Jeff is our newest member and the New Orleans-based lead for our New Orleans Tourism Marketing Corporation account.
We are thrilled to welcome as our newest client the New Orleans Tourism and Marketing Corporation (NOTMC). On July 17, the board voted unanimously to select Dentsu America as their agency of record, with fully integrated responsibilities for the city’s paid, earned and owned media and creative. We couldn’t be any more pleased to be partnering with one of the most unique, authentic and culturally rich destinations in the world.
You may not have heard that Dentsu’s Doug Fidoten is part of the latest industry book, Advertisers at Work by Tracy Tuten. Fidoten is one of the luminaries featured in the book, who shares his journey over a 20 year career in the business. Starting with a dream to become a photographer, Fidoten turned his passion into a brilliant career leading powerhouse brands such as Seiko, Maxell, Perkin Elmer, Foot Locker and Canon.
His chapter shares stories, insights and the campaign that was his “first real visceral understanding of the power of creating a brand and the power of creating a brand and the power of creating a difference using communication and powerful creative to cut through and make a statement.” To learn which campaign this was and more about Doug’s journey in the ad business, we invite you to hear it first hand on Tuesday, July 17 at the New York Public Library, where Doug along with Eric Kallman, Barton F. Graf and Jayanta Jenkins, TBWA/CHAIT/DAY will discuss the ever-changing advertising landscape and Tracy Tuten’s Advertisers at Work.
Lessons for any aspiring mad man will be shared, so we hope to see you there!
Event Info: 7/17 Science Industry and Business Library building, 188 Madison Avenue @ 34th Street from 6:30 – 7pm. Sneak peak at Doug’s Chapter: http://tracytuten.com/advertisers-at-work-doug-fidoten/.
oneworld®, the world’s premier airline alliance, has named Dentsu America as its global agency of record. Under the new partnership, we are now responsible for oneworld’s strategic brand messaging and creative development as well as media planning duties worldwide.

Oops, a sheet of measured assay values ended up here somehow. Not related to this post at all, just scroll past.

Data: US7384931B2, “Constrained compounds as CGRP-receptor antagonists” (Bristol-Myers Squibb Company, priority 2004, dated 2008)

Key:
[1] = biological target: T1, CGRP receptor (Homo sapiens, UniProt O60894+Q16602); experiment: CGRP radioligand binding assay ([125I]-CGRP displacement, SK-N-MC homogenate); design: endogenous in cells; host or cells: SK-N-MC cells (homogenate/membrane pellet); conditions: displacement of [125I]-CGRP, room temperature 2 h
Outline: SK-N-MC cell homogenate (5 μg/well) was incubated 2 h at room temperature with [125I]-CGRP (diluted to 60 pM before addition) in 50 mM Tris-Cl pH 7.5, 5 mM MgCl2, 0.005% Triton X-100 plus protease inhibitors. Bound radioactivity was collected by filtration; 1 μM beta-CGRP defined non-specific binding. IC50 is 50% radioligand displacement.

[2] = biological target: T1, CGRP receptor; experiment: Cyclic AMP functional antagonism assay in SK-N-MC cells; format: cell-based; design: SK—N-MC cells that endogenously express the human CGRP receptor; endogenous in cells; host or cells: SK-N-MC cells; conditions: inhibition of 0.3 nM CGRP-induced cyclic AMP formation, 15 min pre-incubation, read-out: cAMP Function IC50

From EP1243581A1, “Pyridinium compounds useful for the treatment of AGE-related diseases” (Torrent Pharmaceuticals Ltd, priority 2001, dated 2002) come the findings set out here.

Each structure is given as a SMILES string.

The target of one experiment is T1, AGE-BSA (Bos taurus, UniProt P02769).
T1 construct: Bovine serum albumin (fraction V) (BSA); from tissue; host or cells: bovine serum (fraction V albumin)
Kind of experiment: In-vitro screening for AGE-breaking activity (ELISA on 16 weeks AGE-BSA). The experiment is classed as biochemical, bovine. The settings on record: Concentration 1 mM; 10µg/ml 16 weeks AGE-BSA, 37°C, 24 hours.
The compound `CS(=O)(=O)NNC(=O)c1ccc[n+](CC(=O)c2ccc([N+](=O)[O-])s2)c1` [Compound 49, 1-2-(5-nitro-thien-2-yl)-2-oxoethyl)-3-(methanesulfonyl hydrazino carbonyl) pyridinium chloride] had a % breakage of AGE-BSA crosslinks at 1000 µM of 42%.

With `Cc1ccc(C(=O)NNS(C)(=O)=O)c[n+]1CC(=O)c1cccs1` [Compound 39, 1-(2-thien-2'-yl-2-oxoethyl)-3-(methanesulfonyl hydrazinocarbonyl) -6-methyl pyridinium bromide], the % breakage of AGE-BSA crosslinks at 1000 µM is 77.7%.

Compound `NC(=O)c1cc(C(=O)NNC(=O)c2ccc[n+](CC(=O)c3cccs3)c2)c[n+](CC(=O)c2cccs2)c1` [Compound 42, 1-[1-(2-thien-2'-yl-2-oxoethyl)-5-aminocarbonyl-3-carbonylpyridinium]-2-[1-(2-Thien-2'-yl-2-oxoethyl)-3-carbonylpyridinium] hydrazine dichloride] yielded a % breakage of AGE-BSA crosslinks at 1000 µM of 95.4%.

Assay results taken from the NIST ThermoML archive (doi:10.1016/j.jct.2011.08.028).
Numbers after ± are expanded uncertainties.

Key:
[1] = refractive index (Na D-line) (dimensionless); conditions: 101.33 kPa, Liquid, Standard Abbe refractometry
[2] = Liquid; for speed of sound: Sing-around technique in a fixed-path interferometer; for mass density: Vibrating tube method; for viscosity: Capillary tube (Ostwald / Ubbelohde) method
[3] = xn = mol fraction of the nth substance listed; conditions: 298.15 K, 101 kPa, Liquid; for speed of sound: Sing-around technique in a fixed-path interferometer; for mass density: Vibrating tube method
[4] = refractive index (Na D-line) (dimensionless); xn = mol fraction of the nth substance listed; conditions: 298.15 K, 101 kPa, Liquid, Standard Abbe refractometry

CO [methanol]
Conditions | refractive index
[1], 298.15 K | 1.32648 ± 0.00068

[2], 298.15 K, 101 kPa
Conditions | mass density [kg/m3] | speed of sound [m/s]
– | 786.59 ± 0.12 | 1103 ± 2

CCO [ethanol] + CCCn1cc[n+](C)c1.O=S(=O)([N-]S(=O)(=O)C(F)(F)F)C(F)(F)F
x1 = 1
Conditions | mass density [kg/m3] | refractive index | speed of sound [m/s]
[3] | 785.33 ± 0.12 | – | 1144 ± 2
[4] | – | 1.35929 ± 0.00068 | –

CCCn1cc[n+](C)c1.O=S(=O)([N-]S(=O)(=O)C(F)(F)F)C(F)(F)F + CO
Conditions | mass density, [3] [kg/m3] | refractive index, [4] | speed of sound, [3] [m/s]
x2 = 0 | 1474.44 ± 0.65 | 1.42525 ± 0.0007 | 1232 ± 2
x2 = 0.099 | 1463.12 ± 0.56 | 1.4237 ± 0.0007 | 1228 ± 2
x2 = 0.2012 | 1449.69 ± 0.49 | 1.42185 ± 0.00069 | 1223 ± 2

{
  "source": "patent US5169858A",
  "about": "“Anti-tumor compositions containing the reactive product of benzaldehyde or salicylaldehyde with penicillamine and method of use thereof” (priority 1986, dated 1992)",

How’d you like to win pretty much the sweetest internship of all time?
An internship so fun that it will make a weekend in Ibiza look like an episode of Blue’s Clues.
All you have to do is answer one question. Answer it well, and you’ll earn a swivel chair of your very own right here at one of the biggest ad agencies in the world.
Answer it poorly, and you’ll have a miserable summer sleeping till noon and relaxing on the beach with your oldest friends.
Are you ready for the question?
Here it is…”What is the Matrix?” Just kidding, that’s not the question, although if you know the answer to that one you should probably keep it to yourself, lest the Matrix come after you.
The real question is…”What is your most profound digital experience?”
You can answer however you like. Maybe you broke up with your boyfriend over G-Chat. Maybe you learned Mandarin from a YouTube video. Maybe Kanye re-tweeted you. Whatever it is, post your answer in the comment section of this blog post, and if we like what we see you can come on down for a perfunctory interview. Do not censor yourself. This is advertising, not politics.
But wait — there’s more! To complete the application, you have to email us the following materials:
1) The best Tweet you’ve ever seen
2) The best Tweet you’ve ever written
3) The best Facebook post you’ve ever seen
4) The best Facebook post you’ve ever written
5) The best YouTube video you’ve ever seen
6) The best YouTube video you’ve ever made
7) The best Blog post you’ve ever seen
8) The best Blog post you’ve ever written.
9) The best video game you’ve ever played.
Again, send us whatever you want. If your favorite YouTube video is a bunch of bunnies screaming at the top of their lungs, please, go ahead and make our day. Answer as many as you can. Include a one-sentence rationale for each of your choices. Also, please send us your resumes so we can skim them.* Oh, also, cover letters are strictly prohibited.
Submit answers and resumes to: email@example.com
Why You Should Want This Job:
— learn everything there is to know about social media marketing
— work in Tribeca, where everyone looks like they’re auditioning to be the Girl With the Dragon Tattoo.
— create content. You will tweet. You will post. You will spend all day on Facebook, just like you did in college.
— feed us grapes and fan us with giant leaves. JK.
— get paid. Not a lot, but that’s a whole lot better than nothing.